Assault affects every day

By Grace Senior

I first experienced sexual assault at 16 years old, and I stayed in the relationship for almost two years after the fact. I didn’t realize I had been experiencing sexual assault until three months after the relationship ended, and even then I had no idea how to handle it.

I did not know how to tell the people I was close to that I didn’t want them to hug me or even pat me on the shoulder; sometimes those well-meaning gestures brought up the fear and emotional damage assault left me with. I searched for stories of other survivors to see if I could find any way to help others understand my lack of desire for intimacy.

When the Me Too era took off, I was sure I’d see more advocacy for understanding intimacy after trauma, but, despite all the good that has come from the conversation, there are still gaping holes surrounding  the healing process. So much of what I have seen in regards to helping women heal after sexual assault has to do with returning to their previous comfort. Plenty of advice stresses returning to a regular sex life as if nothing happened.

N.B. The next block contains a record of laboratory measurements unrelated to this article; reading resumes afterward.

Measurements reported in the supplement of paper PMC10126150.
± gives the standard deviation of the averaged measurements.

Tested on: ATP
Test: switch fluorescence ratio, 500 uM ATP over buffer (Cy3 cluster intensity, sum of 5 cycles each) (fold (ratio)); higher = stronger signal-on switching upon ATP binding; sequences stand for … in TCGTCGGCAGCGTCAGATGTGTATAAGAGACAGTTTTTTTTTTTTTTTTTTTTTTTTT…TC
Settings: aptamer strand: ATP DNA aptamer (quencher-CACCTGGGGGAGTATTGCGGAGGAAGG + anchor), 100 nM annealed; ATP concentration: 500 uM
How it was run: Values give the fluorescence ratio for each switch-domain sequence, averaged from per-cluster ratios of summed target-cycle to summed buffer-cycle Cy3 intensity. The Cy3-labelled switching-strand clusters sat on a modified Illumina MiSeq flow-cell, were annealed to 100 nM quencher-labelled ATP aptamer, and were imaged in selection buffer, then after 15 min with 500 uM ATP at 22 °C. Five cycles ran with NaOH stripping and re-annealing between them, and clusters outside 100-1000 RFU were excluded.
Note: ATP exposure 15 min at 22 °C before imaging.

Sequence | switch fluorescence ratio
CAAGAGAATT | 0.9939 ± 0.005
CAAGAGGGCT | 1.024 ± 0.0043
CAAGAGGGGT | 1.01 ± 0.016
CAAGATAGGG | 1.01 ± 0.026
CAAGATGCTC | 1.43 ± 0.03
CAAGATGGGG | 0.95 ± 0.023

There’s nothing wrong with wanting or not wanting sex, but we need to talk about the day-to-day encounters that leave us panicking and reliving our worst fears.  Trauma lingers for a long time after assault and invades everyday encounters. According to the Rape, Abuse & Incest National Network, one in six women are sexually assaulted, and 94 percent of sexual assault survivors experience symptoms of Post-Traumatic Stress Disorder. Some symptoms include being easily frightened, being on guard for danger, being irritable, having angry outbursts or aggressive behavior, and experiencing overwhelming guilt or shame, according to the Mayo Clinic.

These symptoms hit home and impact daily life, but PTSD is rarely included in the conversation about sexual assault. I did not know that trauma shows itself in non-sexual situations. I had a plan for what to say if I was in a romantic situation and became uncomfortable, but I never thought I would need to say something in nonromantic situations. The impact of assault rarely stops at sex and affects every relationship.

Not long after I told one of my best friends what happened, she asked if she could hug me. That question hit me so hard. She was letting me know I was in control of my body and that it was OK not to want intimacy. For so long, it felt like asking not to be touched made me seem abrasive, unaffectionate, or as though I didn’t trust that person.

It is possible to accept someone’s love without physicality. It is important to be able to show love without touch. Asking if a loved one wants to be touched shows you care about them. Intimacy after sexual assault is hard to navigate, but continuing this conversation will help.